2016 333

Putin has been a leader, far more than Obama has been a leader.

Trump moves praise for Putin closer to the mainstream of the GOP - Comment on 2016 September 10

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Not for the first time, Trump has pulled an idea from the political fringes into the mainstream. Read more:

Extracts from an article:

Trump moves praise for Putin closer to the mainstream of the GOP

After Donald Trump proclaimed this week that Russian President Vladimir Putin was a "stronger leader"Ě than President Obama, many Republicans quickly condemned or distanced themselves from the remarks.

But by Friday it became clear that a significant number of Republicans agreed with him. Not for the first time, Trump has pulled an idea from the political fringes into the mainstream.

His praise of Putin in particular - and a "strongman" style in general - has alienated some of the partyís most experienced foreign-policy hands while stoking no visible backlash from its voters.

When confronted with Trumpís remarks, Indiana Gov. Mike Pence Ė Trumpís running mate and once a harsh critic of the Russian president while in Congress - said it was "inarguable" Ěthat Putin had been a stronger leader than Obama. Rep. Marsha Blackburn (Tenn.), an outspoken Trump backer on Capitol Hill, said the candidate "may be playing it very smart"Ě by feeding Putinís ego.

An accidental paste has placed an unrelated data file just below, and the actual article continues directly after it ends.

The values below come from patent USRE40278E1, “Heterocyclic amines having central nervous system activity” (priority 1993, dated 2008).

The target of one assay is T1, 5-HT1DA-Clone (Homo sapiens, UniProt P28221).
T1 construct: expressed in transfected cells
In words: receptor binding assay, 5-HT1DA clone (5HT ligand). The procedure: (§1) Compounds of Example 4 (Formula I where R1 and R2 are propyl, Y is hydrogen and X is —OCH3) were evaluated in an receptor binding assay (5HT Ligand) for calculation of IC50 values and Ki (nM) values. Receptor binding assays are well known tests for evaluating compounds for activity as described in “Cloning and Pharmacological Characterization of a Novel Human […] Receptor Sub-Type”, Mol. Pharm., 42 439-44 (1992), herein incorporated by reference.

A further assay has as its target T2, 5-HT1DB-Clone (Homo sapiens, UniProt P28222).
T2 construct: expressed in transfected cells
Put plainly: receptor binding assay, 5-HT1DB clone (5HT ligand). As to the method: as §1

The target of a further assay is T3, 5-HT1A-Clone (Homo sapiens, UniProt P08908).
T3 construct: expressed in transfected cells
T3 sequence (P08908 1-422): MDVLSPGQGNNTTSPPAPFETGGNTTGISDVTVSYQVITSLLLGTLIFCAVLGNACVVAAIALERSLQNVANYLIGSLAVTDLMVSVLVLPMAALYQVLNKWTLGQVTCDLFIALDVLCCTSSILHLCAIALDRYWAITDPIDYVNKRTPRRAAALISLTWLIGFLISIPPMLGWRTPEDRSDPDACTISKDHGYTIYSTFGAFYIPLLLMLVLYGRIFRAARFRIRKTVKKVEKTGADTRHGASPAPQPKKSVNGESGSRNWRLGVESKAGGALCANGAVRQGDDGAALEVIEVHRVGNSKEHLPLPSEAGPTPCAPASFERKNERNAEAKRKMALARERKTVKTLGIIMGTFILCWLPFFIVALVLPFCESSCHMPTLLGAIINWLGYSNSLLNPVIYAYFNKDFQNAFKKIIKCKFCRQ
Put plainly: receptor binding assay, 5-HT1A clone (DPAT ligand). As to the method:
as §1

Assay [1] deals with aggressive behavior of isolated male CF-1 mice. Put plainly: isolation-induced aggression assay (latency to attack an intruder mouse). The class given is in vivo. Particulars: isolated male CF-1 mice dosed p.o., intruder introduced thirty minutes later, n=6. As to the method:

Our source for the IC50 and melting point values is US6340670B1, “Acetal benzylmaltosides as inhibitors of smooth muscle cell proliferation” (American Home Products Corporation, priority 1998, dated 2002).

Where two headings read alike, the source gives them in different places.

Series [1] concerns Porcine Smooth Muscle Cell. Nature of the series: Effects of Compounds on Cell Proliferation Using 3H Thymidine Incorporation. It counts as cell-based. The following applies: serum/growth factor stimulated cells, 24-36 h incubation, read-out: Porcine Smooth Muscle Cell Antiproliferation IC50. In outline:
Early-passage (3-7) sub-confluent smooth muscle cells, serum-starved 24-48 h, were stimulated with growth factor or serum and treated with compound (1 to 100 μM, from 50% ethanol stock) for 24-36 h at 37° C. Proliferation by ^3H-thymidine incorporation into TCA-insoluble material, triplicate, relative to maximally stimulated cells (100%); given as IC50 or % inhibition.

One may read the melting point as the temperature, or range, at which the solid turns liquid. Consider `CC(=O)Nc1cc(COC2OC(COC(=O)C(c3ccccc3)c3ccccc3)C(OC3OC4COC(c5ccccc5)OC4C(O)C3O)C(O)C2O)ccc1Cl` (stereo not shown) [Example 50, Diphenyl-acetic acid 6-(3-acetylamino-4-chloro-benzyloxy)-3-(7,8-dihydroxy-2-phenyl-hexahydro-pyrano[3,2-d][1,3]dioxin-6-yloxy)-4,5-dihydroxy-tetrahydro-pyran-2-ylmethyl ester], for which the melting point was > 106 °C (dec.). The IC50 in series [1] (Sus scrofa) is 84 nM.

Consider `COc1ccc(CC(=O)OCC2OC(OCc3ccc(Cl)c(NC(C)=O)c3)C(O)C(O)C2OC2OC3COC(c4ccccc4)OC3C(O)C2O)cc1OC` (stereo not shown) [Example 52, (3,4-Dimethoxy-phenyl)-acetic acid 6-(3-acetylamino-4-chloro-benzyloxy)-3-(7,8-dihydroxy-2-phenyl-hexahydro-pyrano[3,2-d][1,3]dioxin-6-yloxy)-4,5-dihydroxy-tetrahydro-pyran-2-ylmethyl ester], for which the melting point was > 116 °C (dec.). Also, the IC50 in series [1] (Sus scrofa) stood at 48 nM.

And Hugh Hewitt, a conservative radio host who helped moderate several primary debates, went on MSNBC and Twitter on Friday to label Putin an "evil man" who had nonetheless "served his countryís national interest better"Ě than the sitting U.S. president had served his.

The atmosphere is a far cry from four years ago, when Republicans rallied around GOP presidential nominee Mitt Romney after he declared Russia to be the United Statesí "number one geopolitical foe"Ě and called Putin a thug.

On Sept. 7, during a town hall event hosted by MSNBC, Republican presidential candidate Donald Trump stated he would have "a good relationship" Ěwith Russian president Vladimir Putin. It wasnít the first time he's been friendly towards him.

"I am actually very grateful to him for formulating his position in a straightforward manner," ĚPutin responded then from Moscow.

Trump, who has spoken about business dealings in Russia but remained opaque on what they are, is not the only American politician who has noted Putinís political skill. Since Russiaís 2014 conquest of the Crimean Peninsula, mainstream foreign-policy conservatives have described Putin as an opportunist taking advantage of the Obama administrationís weakness.

Since then, Putin has become a more active adversary - and more popular among Republican voters. In a 2014 Quinnipiac survey, when asked whether each president had "strong leadership qualities," more Republicans applied that sentiment to Putin (57 percent) than Obama (49 percent).

"Certainly, in that system, heís been a leader, far more than our president has been a leader,"Ě Trump said of Putin at a forum sponsored by NBC on Wednesday night.

Many establishment-aligned Republicans are baffled by what has happened.

 

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